Ed#448: Doctor, Who Can Stop Time?

23 December 2013 Alan Attwood

Ed#448: Doctor, Who Can Stop Time?

I’m sorry, I think a mistake has been made. I have heard loose talk about a new year being imminent; also the suggestion that I must write some words (preferably with a New Year theme) to fill this space. But that can’t be right. The last New Year was surely only a month or so ago. We had a New Year Edition (#422) with a hobbit on the cover, as portrayed by artist Michael Weldon. I wrote about the discovery of the Higgs boson – the so-called ‘God Particle’ – and managed not to make any bison jokes. Now the physicists behind that discovery have claimed their Nobel Prize in Stockholm and Weldon is back with another fine illustration, which has a Dr Who/Tardis theme that would suggest, yes, another 12 months really have rolled around. Ridiculous.

We think of years in terms of events: what happened in the world; what happened in our own, personal, worlds. The latter is private; the former out there on the public record. How will 2013 be remembered? Perhaps as the year one pope (Benedict) retired, which surprised everyone, and another (Francis) was elected. Pope Francis then shocked everyone by championing charity, compassion and humility. Time magazine named him its Person of the Year “for pulling the papacy out of the palace and into the streets, for committing the world’s largest church to confronting its deepest needs and for balancing judgement with mercy”. The irony here is that, apart from the positive impression made by its new leader, the Catholic Church had a dreadful year. This was especially so in Australia, where the issue of sexual abuse by clergy, and the failure of authorities to deal with it appropriately, received unprecedented coverage – almost as much as federal politics, for which 2013 was an especially febrile year. It was the year of three prime ministers: first Julia Gillard, then Kevin Rudd (who, having been rolled by Gillard in 2010, pulled off his reverse coup) and finally Tony Abbott, who led the Liberal/National Party coalition to victory in September’s federal election. It is too early to judge his administration, other than to suggest it is far easier to oppose than govern. But it does seem safe to say that the widespread disillusionment with politics and politicians caused by the acrimony and pettiness in Canberra in recent years will take a great deal of hard work to obviate. The Prime Minister – any prime minister – should aim high and think big.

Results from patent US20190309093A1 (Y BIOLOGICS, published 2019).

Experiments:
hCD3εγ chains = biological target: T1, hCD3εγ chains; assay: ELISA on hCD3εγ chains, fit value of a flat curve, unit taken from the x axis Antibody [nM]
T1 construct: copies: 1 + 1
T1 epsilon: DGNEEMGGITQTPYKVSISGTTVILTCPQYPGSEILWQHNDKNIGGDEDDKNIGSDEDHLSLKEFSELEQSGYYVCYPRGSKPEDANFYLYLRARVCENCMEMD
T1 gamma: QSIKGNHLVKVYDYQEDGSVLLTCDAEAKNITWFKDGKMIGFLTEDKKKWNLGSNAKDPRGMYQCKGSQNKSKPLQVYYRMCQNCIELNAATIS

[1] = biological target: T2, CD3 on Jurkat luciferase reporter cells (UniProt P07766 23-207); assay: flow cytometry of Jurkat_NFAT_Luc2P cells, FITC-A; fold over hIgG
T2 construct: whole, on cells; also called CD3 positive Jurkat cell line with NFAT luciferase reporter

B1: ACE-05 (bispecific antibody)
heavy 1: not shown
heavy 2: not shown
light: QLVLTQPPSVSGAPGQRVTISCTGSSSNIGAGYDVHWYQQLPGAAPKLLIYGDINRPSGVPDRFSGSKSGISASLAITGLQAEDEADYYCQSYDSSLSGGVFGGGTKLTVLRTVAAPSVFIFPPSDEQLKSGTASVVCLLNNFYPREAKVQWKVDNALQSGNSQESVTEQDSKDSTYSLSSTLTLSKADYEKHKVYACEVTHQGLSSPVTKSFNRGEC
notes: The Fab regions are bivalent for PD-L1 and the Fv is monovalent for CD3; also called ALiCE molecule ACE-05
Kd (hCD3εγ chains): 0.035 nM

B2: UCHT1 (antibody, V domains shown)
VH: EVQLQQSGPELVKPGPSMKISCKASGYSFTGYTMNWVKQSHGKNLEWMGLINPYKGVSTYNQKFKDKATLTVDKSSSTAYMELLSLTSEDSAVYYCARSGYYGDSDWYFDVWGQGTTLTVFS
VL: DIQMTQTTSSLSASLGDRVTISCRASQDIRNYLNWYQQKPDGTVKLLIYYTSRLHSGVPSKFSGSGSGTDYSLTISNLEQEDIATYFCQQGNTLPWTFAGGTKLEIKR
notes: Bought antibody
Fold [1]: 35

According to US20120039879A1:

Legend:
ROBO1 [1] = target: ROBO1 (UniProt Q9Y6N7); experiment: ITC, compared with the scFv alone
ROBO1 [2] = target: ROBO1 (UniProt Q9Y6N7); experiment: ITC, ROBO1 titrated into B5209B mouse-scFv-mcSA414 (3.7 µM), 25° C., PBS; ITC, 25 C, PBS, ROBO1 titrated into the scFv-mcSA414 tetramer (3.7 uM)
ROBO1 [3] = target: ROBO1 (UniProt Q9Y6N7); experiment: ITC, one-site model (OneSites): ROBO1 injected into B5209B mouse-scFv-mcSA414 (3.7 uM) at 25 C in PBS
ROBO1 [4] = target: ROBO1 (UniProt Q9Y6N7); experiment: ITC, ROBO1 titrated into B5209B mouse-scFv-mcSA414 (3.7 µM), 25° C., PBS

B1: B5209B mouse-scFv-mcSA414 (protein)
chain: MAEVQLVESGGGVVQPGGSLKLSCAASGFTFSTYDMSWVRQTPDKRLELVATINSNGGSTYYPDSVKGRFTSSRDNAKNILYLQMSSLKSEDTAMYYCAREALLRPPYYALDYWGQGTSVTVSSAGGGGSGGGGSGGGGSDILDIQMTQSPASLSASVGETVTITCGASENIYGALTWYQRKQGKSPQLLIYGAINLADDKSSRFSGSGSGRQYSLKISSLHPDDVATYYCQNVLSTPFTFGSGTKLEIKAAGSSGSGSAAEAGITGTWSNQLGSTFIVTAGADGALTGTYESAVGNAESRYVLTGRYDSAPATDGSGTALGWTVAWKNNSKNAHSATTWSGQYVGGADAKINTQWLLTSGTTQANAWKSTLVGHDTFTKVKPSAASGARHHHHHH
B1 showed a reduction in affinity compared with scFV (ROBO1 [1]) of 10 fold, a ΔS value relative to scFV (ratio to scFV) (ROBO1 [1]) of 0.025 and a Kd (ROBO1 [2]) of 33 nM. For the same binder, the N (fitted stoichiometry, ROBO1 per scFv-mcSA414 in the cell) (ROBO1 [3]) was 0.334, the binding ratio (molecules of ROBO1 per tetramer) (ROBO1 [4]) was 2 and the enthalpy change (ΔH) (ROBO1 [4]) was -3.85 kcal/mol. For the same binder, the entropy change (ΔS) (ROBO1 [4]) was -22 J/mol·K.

In this regard, Nelson Mandela makes a fine role model. My hunch already is that the death of Mandela – aged 95, in December – will, in time, be regarded as the most significant event of 2013. Not just his death, which in itself was not unexpected, but the assessments it sparked and the coming-together of disparate people for his memorial service. In many ways, the handshake at that service between the leaders of the USA and Cuba, countries divided by decades of embargoes and enmity, reflected Mandela’s message of reconciliation.

He is watching me as I write this. On my office wall I have a campaign poster for the African National Congress, featuring a picture of Mandela, from South Africa’s first free election campaign in 1994. I was in the country to report on that election, and was lucky enough to see and hear Mandela as he campaigned to become South Africa’s first black leader. Two things linger in my memory from that time: first, his ability to control a vast crowd with a word, a pause or a gesture; second, the way he would wander away from his security people if someone or something caught his attention. He had a powerful sense of self but also, more importantly, a sense of his country as a whole. His legacy will last into next year…and far beyond.

Alan Attwood is Editor of The Big Issue.

 

Authors